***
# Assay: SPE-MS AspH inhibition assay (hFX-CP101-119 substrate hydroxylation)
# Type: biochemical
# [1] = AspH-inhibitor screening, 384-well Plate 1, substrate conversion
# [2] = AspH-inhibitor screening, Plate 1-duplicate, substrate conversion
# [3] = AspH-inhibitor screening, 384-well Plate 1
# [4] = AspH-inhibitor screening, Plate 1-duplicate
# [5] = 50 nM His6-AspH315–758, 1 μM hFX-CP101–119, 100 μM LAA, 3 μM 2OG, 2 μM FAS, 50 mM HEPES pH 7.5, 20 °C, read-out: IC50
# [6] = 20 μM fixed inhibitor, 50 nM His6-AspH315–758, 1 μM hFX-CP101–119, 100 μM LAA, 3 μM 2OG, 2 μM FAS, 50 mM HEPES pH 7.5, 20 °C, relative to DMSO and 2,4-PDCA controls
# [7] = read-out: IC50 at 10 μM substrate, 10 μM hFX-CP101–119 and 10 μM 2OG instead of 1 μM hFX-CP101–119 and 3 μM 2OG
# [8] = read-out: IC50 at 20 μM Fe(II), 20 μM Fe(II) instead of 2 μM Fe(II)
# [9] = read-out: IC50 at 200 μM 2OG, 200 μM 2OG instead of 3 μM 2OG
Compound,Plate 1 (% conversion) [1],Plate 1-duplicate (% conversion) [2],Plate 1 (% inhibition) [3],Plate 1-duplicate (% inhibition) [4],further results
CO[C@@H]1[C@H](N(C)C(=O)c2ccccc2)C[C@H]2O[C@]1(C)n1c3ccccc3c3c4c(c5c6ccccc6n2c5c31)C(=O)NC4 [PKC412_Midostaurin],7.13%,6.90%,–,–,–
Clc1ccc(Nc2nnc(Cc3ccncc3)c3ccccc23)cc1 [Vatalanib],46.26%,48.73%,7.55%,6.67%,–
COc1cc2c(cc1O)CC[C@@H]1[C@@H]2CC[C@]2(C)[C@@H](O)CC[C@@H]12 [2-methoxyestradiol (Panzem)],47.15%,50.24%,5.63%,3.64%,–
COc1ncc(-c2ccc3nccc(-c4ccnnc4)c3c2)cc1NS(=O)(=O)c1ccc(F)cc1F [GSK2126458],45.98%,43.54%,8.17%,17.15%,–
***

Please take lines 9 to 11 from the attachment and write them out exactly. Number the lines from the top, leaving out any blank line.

# [7] = read-out: IC50 at 10 μM substrate, 10 μM hFX-CP101–119 and 10 μM 2OG instead of 1 μM hFX-CP101–119 and 3 μM 2OG
# [8] = read-out: IC50 at 20 μM Fe(II), 20 μM Fe(II) instead of 2 μM Fe(II)
# [9] = read-out: IC50 at 200 μM 2OG, 200 μM 2OG instead of 3 μM 2OG